Comparing z-scores from different data sets

Is it possible to use z-score as a number to compare two different data sets (none of them with normal distribution) and identify which one has an average z-score higher than another? Thanks!

• Z-score is (x-mean)/sd, so every variable will have average z-score = 0... – Tim Jan 5 '16 at 14:15
• That's right, every variable will have average = 0. I think I failed to express myself, I'll reformulate:The average z-score that I mentioned is related to the mean of all z-scores of a data series. For example, the z-scores to my three observations are: 2, 2, 7, so that series' average z-score is 3,66. Is it ok to compare thar number to the average z-scores from another series: 5, 3, 9 (avg z-score: 5,66)? – mrncst Jan 5 '16 at 16:57
• It is unclear what you mean. Average z-score is zero, if you have other average z-score than you are doing something wrong. – Tim Jan 5 '16 at 17:09
• Got it. I'm trying to find an unique value that allows me to compare two different data sets regarding dispersion. What if I evaluate (the maxium z-score of a data series) - (the minimum z-score from the same data series). Is it possible to use this number for comparision? – mrncst Jan 7 '16 at 16:16
• But you want to compare what exactly? Comparing z-scores of two points from two different variables can tell you only that one of them is more standard deviations away from mean of its sample comparing to the other. – Tim Jan 8 '16 at 21:32

$z$-scores are used for standardization of variables, so that they have mean equal to zero and standard deviation equal to one, which is achieved by subtracting mean and dividing by standard deviation. Since after converting variables to $z$-scores they have the same mean and standard deviation, there is no point in comparing the means. However, your intuition that converting to $z$-score leads both variables to be similarly scaled so we can somehow compare them is partially correct since a similar kind of manipulation is used in Student's $t$-test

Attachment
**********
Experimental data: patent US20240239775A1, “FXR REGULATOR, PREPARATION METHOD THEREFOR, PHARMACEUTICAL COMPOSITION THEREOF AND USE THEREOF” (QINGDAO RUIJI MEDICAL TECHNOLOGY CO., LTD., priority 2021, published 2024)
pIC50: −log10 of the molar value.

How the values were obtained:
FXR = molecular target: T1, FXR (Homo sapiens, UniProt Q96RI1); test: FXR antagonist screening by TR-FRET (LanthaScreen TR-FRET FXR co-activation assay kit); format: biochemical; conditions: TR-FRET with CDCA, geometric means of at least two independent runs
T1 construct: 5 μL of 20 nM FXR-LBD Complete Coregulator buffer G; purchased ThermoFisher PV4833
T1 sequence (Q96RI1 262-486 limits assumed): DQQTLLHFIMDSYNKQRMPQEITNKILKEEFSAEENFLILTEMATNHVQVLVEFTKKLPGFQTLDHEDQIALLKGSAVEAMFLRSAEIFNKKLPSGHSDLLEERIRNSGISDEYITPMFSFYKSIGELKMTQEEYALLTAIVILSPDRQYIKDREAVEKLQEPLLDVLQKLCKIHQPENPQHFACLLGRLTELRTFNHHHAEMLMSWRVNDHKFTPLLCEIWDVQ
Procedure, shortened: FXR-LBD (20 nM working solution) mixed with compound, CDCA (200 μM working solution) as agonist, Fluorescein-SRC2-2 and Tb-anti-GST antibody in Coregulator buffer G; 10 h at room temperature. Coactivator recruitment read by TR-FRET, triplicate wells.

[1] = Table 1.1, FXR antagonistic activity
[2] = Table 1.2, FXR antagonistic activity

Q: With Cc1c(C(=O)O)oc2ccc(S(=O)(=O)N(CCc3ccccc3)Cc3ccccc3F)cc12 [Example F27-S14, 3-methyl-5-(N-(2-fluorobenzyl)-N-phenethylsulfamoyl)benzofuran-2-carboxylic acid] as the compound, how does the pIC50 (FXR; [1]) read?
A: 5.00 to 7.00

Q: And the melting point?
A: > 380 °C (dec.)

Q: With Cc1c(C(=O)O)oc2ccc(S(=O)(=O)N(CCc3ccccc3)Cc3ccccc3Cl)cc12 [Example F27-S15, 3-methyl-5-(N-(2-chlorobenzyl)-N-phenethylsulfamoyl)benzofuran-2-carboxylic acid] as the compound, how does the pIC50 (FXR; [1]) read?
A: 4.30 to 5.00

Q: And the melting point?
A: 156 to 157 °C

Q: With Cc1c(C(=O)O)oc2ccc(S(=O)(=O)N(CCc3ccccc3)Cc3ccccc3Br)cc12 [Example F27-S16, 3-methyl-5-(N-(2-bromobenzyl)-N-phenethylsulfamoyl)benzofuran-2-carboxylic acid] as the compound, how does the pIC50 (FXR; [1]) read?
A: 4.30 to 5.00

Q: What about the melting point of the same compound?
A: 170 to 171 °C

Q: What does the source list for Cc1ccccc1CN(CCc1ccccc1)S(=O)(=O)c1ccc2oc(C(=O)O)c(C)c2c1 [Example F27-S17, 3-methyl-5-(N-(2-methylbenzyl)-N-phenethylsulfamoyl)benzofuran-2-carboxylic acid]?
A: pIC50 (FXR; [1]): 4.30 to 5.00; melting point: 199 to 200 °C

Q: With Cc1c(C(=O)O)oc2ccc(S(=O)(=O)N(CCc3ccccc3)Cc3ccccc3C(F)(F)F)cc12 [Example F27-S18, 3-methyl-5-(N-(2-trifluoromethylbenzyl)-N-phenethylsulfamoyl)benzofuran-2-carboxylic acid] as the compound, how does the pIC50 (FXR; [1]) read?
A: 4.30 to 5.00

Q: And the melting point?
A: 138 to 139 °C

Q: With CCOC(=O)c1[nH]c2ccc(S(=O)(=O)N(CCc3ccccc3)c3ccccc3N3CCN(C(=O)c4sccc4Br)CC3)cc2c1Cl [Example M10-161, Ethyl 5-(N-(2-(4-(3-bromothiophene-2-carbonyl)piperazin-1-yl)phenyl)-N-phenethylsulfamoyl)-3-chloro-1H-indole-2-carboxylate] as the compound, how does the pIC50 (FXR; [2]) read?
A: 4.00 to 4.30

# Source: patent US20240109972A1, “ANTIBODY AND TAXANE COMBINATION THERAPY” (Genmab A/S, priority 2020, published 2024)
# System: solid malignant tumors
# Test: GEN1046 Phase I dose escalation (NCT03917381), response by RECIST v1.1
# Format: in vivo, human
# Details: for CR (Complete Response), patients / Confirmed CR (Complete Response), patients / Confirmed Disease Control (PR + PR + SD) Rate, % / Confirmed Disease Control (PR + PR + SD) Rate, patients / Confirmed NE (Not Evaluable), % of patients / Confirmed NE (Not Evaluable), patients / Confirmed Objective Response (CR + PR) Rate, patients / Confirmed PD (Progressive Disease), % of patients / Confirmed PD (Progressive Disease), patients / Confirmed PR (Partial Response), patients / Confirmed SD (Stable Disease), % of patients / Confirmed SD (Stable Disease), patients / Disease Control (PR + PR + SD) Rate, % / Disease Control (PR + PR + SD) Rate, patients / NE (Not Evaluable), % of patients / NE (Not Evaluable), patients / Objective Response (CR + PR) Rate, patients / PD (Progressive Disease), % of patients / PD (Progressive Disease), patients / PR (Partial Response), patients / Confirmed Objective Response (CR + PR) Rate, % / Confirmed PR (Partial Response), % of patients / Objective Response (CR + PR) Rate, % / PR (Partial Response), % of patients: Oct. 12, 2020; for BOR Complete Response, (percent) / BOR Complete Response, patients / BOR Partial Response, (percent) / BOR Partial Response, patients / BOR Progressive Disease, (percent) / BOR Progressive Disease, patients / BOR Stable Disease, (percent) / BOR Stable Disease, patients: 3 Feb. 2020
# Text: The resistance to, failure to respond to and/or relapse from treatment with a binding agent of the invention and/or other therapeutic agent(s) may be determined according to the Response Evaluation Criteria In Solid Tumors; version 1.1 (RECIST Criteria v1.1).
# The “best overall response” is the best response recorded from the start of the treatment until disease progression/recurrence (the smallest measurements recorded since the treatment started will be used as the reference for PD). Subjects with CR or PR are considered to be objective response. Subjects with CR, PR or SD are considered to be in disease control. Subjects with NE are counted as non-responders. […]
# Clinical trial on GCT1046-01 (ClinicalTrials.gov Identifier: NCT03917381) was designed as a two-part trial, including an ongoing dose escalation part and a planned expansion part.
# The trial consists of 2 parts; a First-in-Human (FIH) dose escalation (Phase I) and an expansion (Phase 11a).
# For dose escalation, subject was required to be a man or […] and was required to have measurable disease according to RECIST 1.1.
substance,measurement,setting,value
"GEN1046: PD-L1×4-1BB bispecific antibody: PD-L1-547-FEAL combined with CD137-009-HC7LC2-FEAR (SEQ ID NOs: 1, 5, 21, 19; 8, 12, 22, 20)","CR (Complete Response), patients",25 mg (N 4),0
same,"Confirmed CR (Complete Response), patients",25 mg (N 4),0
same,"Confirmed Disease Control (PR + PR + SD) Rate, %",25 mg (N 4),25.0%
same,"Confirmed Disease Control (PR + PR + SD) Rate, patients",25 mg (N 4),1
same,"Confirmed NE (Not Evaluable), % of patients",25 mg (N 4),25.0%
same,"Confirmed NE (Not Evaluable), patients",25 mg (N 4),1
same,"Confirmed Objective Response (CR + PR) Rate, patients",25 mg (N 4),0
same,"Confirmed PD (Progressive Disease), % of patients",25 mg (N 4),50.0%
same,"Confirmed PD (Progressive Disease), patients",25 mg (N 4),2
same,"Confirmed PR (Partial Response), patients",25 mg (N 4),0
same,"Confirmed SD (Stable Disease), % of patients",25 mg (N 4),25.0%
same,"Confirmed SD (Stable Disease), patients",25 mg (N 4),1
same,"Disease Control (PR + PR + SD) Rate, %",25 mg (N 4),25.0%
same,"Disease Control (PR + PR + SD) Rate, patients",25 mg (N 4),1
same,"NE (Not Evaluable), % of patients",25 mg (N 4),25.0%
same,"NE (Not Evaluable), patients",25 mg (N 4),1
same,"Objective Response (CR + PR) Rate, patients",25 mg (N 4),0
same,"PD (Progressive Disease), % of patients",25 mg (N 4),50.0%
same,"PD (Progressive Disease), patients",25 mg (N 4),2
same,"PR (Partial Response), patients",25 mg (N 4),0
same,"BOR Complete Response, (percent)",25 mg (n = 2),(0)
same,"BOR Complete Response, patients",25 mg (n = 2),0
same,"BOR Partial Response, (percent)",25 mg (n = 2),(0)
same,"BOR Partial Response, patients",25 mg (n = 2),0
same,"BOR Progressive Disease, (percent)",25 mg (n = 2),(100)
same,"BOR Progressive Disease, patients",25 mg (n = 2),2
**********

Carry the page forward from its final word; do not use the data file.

$$t = \frac{ \bar X - \bar Y }{ \sqrt{s_X^2 + s_Y^2} \times \sqrt{\frac{1}{n}} }$$

where $\bar X, \bar Y$ are empirical means, $s_X^2, s_Y^2$ are empirical (squared) standard deviations and $n$ is sample size (for equal sized samples). As for normality of the samples, check the following threads:

• Helpful, but it is worth emphasising that the term normalization, which is unfortunately overloaded throughout several areas of mathematics, has absolutely nothing to do with the normal distribution. For that reason alone, standardization is arguably a better term, although it too needs to be kept close to the equation that explains what it is precisely. – Nick Cox Jan 5 '16 at 14:35

Your questions and comments seems unclear. But I'll try to answer, what I could understand from "I'm trying to find an unique value that allows me to compare two different data sets regarding dispersion".

To compare the dispersion of differently scaled data sets (many be different units like age in years and weight in pounds), one should use relative measures of dispersion.

One such unit-less (dimension-less) measure is coefficient of variation (CV), which is given by SD/Mean.

It is also known as relative standard deviation. It has some limitations too, like:

1. If mean is close to zero, CV will approach to infinity and so it is sensitive to small changes in the mean.
2. Unlike the standard deviation, it cannot be used directly to construct confidence intervals for the mean.
• It helped me a lot! Thank, this is the conclusion I was trying to find. – mrncst Jan 13 '16 at 13:11
• That's good. Try to ask straight forward query in simple words. Your question should be rephrased as "how to compare variation of two different data sets?" – Dr Nisha Arora Jan 14 '16 at 11:15